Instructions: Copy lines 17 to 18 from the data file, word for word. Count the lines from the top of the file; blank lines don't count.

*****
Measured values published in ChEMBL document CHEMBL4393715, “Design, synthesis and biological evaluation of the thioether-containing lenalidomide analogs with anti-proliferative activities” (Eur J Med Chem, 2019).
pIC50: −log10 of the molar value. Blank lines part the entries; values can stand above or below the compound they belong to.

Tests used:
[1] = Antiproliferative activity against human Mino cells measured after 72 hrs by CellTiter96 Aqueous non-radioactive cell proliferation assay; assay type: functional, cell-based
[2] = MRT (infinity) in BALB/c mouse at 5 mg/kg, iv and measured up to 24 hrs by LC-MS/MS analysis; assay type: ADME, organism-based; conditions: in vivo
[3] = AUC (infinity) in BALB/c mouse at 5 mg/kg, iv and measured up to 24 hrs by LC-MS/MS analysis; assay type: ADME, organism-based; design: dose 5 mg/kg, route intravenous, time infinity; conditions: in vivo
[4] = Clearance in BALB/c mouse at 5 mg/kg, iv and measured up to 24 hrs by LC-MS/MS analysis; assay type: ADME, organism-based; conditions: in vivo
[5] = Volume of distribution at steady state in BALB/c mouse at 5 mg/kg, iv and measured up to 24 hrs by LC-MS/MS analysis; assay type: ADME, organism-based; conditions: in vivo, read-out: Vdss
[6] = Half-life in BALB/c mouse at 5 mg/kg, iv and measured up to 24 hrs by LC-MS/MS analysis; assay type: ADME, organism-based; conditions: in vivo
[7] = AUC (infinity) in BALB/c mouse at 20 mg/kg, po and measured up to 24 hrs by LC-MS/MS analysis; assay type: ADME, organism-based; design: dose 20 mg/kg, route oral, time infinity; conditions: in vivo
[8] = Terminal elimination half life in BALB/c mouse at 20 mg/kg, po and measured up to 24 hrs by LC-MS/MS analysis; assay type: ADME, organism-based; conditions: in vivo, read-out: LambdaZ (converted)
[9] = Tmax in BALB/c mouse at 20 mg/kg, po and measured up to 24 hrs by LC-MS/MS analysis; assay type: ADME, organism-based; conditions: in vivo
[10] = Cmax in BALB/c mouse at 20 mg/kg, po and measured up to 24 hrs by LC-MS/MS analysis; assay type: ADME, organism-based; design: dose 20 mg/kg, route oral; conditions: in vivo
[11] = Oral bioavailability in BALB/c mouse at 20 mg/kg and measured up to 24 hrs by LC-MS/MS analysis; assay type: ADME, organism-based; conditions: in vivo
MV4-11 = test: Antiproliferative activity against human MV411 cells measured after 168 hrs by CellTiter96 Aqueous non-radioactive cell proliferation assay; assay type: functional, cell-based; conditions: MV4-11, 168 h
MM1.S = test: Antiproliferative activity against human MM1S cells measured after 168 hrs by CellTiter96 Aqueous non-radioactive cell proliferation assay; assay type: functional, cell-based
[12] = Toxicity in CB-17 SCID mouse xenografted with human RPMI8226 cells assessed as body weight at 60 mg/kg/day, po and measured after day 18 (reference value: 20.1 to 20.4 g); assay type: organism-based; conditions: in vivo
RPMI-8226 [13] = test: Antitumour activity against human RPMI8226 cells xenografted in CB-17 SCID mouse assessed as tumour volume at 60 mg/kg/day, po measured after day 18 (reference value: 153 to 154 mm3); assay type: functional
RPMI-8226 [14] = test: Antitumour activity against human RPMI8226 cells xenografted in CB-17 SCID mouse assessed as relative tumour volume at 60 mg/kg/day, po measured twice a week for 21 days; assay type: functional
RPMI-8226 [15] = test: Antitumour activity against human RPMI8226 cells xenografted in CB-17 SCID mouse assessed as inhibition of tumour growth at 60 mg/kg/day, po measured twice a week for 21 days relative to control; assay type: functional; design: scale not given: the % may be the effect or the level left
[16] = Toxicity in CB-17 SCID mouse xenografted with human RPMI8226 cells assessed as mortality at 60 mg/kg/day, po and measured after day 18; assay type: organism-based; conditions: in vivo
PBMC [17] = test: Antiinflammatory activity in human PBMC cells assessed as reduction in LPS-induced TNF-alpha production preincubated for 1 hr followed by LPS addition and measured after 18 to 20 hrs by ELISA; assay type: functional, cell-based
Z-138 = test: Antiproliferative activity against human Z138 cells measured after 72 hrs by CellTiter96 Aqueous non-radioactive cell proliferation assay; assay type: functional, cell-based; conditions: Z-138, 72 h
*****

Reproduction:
[12] = Toxicity in CB-17 SCID mouse xenografted with human RPMI8226 cells assessed as body weight at 60 mg/kg/day, po and measured after day 18 (reference value: 20.1 to 20.4 g); assay type: organism-based; conditions: in vivo
RPMI-8226 [13] = test: Antitumour activity against human RPMI8226 cells xenografted in CB-17 SCID mouse assessed as tumour volume at 60 mg/kg/day, po measured after day 18 (reference value: 153 to 154 mm3); assay type: functional